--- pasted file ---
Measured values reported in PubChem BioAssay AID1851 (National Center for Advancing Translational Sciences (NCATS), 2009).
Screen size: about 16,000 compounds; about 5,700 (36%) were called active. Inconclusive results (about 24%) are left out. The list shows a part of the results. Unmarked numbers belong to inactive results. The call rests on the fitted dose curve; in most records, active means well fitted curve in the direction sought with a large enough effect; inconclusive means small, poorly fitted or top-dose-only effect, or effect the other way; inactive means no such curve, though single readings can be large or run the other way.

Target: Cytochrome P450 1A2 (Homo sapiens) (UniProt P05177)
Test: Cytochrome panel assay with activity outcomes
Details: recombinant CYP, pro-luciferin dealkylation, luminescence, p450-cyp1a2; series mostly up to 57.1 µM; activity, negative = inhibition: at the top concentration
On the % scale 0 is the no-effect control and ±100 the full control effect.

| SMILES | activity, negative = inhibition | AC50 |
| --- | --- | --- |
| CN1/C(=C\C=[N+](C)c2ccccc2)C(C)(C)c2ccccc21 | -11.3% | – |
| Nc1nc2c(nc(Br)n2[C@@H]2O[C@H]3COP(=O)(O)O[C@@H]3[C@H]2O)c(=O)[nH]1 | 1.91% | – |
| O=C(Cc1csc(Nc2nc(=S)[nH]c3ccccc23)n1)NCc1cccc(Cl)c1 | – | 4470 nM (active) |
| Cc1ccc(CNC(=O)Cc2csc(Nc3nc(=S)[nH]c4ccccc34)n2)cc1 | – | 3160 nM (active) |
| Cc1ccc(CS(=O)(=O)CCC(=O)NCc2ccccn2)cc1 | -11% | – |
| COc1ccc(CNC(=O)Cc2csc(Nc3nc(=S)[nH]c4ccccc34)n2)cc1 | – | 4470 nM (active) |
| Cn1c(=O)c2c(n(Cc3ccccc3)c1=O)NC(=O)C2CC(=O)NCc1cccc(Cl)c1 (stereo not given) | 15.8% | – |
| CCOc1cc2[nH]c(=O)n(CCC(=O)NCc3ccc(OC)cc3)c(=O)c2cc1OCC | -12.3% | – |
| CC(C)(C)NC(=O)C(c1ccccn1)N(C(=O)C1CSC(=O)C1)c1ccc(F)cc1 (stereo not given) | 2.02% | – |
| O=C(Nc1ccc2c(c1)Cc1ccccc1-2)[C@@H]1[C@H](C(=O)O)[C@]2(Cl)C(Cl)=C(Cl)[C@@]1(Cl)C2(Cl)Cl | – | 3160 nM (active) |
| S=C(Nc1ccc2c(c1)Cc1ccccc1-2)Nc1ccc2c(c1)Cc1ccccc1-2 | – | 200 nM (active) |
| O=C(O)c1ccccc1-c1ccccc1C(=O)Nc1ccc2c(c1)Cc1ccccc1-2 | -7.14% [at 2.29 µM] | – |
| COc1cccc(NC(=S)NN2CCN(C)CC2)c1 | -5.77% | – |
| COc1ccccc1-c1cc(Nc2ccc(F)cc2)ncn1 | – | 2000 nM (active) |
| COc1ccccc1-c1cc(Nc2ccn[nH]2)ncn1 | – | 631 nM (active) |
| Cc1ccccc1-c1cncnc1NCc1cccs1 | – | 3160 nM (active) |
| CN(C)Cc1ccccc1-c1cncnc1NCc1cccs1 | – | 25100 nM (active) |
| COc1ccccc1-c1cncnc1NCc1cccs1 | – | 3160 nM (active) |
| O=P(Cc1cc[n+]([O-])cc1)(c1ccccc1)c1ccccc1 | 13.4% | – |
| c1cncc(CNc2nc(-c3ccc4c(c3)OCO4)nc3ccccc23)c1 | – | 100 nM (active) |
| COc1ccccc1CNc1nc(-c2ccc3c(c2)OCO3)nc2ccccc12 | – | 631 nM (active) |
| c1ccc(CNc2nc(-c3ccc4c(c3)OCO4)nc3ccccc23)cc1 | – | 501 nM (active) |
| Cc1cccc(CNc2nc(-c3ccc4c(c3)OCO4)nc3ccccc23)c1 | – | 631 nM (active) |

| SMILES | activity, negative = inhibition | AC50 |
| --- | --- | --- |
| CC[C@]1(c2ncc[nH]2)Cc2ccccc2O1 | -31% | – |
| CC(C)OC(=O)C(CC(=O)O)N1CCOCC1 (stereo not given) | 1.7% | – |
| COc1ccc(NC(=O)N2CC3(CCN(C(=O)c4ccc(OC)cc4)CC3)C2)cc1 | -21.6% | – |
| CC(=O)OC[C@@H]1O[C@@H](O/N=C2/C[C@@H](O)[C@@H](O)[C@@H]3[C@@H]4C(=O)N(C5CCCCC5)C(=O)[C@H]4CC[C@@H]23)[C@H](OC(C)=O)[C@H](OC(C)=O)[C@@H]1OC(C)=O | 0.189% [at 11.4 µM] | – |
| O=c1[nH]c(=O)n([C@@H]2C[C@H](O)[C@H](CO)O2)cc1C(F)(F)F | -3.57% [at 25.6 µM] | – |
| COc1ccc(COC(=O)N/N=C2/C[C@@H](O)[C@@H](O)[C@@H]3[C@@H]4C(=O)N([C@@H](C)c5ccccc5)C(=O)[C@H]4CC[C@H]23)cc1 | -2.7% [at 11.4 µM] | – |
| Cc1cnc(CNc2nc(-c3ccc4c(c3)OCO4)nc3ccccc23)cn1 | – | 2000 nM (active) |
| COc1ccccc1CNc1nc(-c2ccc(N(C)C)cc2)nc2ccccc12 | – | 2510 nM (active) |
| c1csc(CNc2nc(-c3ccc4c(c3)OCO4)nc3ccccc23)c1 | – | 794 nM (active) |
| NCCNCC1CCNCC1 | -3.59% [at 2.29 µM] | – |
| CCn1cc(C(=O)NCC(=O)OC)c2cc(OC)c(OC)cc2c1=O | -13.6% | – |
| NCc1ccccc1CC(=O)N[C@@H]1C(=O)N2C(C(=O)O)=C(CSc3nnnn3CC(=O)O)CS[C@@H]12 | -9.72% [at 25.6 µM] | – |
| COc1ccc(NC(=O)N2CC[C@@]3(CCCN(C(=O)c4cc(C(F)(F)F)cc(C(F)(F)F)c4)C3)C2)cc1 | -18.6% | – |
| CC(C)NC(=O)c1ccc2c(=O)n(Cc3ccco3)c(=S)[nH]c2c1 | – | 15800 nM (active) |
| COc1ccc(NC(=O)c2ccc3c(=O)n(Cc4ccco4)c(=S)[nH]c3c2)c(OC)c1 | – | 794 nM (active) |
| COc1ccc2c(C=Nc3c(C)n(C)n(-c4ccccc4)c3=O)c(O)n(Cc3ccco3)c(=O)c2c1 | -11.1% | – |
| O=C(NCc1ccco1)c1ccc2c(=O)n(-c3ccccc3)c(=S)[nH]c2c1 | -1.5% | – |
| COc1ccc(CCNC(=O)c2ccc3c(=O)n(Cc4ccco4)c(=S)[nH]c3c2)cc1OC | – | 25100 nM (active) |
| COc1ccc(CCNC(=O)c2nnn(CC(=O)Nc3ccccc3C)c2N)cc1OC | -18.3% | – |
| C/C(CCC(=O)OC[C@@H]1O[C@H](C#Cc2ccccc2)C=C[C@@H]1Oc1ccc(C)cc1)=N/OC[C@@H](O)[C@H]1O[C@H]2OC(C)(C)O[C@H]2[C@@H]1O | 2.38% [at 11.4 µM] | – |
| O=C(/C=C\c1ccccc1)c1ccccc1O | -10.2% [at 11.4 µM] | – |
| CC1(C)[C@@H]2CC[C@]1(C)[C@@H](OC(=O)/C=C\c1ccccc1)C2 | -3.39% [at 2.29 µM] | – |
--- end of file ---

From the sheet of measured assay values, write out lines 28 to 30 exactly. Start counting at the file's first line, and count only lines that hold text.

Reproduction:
| c1cncc(CNc2nc(-c3ccc4c(c3)OCO4)nc3ccccc23)c1 | – | 100 nM (active) |
| COc1ccccc1CNc1nc(-c2ccc3c(c2)OCO3)nc2ccccc12 | – | 631 nM (active) |
| c1ccc(CNc2nc(-c3ccc4c(c3)OCO4)nc3ccccc23)cc1 | – | 501 nM (active) |